Lost in Translation

While waiting for the taxi from the hotel to breeze (L52, State Tower, Bangkok) we remembered that fire truck ladders typically only reach to L17 and then we moved on to that great disaster flick Towering Inferno, and, naturally, the theme song for the movie. A quick internet search found Maureen McGovern's "We May Never Love Like This Again", Unable to remember the tune, one of our party waqndered across to the lobby pianist to see if he knew it - no, but perhaps we could find it in the songbook he handed over - "Great Wedding Songs" - or perhaps not.

In moderation

On the way from the US to Manila recently, two colleagues travelled on the same plane – and one ended up with too little water, the other with too much. One suffers badly from travel sickness and was taking a commercially available anti-motion sickness preparation. She ended up becoming seriously dehydrated and needed to be taken from the plane by ambulance. She was rehydrated at hospital and released a day later. The other colleague suffered too much water when she had a mishap with the tap/faucet in the washroom and turned it into a gushing fountain which saturated her and the flight attendants who tried to bring it under control. She spent the rest of the flight under a blanket, wet, freezing and mostly unhappy. (And who said business travel was glamorous?)

Handy laundry hints

I have blogged previously about “breakfast shirt” but if you’ve forgotten and worn your real shirt to breakfast – there’s still hope.; It’s Tide’s instant-stain-remover-in-a-pen so you can carry it with you and just blot out stains as they happen. I had heard about it from a US colleague and while there recently, I took the opportunity of securing half a dozen of them. Now if I could have just remembered to keep one with me, I wouldn’t need to be walking around with a baked-bean stain for the rest of the morning.
And on the subject of laundry – I managed to shrink one of my shirts when I let it slip through the check into the tumbledryer. It was only 3 inches shorter than the others until I sent it off for drycleaning in Bangkok I was stunned when it returned completely restored. I decided then that I needed to do som,e research on fabric to find out why this was so. Does the drycleaning process really have restorative powers? If so, does it work with all fabrics, or only some? And what causes fabric to shrink?

Complimentary service

When checking in to the hotel in Bangkok I was surprised to be addressed as Dr. Not sure where they acquired the title from but it seemed that it would be okay to hold on to it for the duration of the stay – as long as they didn’t come knocking at my door in the middle of the night because there was some type of medical emergency on site. But it did take some getting used to – on the few occasions when I rang down for service.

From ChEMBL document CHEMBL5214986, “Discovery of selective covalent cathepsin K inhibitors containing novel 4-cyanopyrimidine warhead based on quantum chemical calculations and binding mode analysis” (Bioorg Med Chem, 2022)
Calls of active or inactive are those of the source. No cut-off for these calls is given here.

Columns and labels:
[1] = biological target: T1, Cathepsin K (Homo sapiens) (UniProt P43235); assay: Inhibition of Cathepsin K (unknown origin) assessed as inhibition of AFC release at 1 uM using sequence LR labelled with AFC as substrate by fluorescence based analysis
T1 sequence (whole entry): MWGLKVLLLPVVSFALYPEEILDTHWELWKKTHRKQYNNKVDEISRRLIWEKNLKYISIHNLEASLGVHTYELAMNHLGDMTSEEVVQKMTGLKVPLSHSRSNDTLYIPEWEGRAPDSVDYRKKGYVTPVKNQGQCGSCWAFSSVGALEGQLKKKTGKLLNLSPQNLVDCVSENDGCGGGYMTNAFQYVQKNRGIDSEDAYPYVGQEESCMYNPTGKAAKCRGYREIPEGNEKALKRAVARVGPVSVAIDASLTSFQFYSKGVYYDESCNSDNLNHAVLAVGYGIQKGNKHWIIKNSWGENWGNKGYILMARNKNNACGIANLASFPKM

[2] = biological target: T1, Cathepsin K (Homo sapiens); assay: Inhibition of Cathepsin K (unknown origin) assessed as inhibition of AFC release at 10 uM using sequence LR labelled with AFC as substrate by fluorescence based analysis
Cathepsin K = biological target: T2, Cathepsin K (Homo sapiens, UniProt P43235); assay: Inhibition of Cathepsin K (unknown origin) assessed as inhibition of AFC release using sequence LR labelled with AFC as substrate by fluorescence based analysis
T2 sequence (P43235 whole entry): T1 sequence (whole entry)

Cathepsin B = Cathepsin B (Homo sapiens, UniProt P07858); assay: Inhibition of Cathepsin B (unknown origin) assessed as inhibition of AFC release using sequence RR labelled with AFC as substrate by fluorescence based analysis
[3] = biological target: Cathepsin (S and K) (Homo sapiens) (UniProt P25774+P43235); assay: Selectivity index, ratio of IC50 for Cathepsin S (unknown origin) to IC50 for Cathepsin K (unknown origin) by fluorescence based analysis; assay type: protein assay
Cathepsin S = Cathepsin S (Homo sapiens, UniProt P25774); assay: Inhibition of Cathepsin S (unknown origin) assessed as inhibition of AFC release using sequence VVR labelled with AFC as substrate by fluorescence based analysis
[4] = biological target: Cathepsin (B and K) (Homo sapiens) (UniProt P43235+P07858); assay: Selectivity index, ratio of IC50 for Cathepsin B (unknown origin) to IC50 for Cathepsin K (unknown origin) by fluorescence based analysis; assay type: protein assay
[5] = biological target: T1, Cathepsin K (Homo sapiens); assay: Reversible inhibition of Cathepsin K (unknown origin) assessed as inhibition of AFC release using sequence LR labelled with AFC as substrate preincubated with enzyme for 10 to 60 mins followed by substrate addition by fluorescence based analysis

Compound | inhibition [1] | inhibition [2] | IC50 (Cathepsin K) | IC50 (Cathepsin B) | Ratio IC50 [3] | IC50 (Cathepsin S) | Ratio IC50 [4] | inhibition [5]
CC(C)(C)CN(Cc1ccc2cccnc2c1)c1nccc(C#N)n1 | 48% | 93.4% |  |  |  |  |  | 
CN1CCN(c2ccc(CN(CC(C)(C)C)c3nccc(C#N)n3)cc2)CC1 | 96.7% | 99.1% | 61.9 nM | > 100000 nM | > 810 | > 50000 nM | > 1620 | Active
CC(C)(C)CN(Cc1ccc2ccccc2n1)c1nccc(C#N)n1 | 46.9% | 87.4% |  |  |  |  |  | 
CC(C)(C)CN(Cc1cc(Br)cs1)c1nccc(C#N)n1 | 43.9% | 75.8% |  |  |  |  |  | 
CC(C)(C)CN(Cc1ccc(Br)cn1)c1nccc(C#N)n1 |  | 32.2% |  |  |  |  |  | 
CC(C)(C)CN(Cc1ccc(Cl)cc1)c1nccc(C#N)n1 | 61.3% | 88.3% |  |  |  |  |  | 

I wasn’t the only one to get special treatment from the hotel. One of the HK colleagues was surprised to arrive back in her room one evening to find a birthday cake waiting for her, complete with inscription, and accompanied by a birthday card signed by several members of the hotel staff. That her birthday was in February seemed of little consequence. The next evening there was another birthday cake, complete with inscription,, but this time for another guest. She tried to have staff come to collect it and return it to its rightful owner – and she was then rewarded with a bottle of white wine for the inconvenience. Elsewhere in the hotel, one of the US colleagues, whose birthday is in April, was also receiving a birthday cake! This, though, seemed to be very small compensation for having to put up with the guest in the room next door with his or her penchant for loud music in the very small hours of the morning, and what sounded like a very bad case of “barf” on numerous occasions.

Cameras away

Me ... addicted to technology? Possibly, but last week I realised just how much I do rely on some types of technology. We were sightseeing in Bangkok and after our first stop, Grand Palace, we moved on to the Teak Palace. The first thing you had to do was surrender your electronic items - camera, mobile phone, anything with image-capturing capability - water (well, they were two of the four things with a big cross through them on the wall behind the security guard) - and it was being enforced, although I didn't realise how much until after I had surrendered the phone, the PDA, the keyboard, the camera, the camera (I was carrying Chaim and Five) and ... okay, I really just handed over my backpack and bumbag rather than handing over every item individually. And then moved to the security checkpoint where, uncharacteristically, I was the first of our group through, so they were then warned that there would be a pat down and touch up (there really was no need for them to touch my bottom ... I know there's a bit of it but I think it's obvious that it's me!) and a walk through metal detectors. I'm not sure what would have happened if any of us had not relinquished our electronics and other valuables (hold on to your ticket) when asked.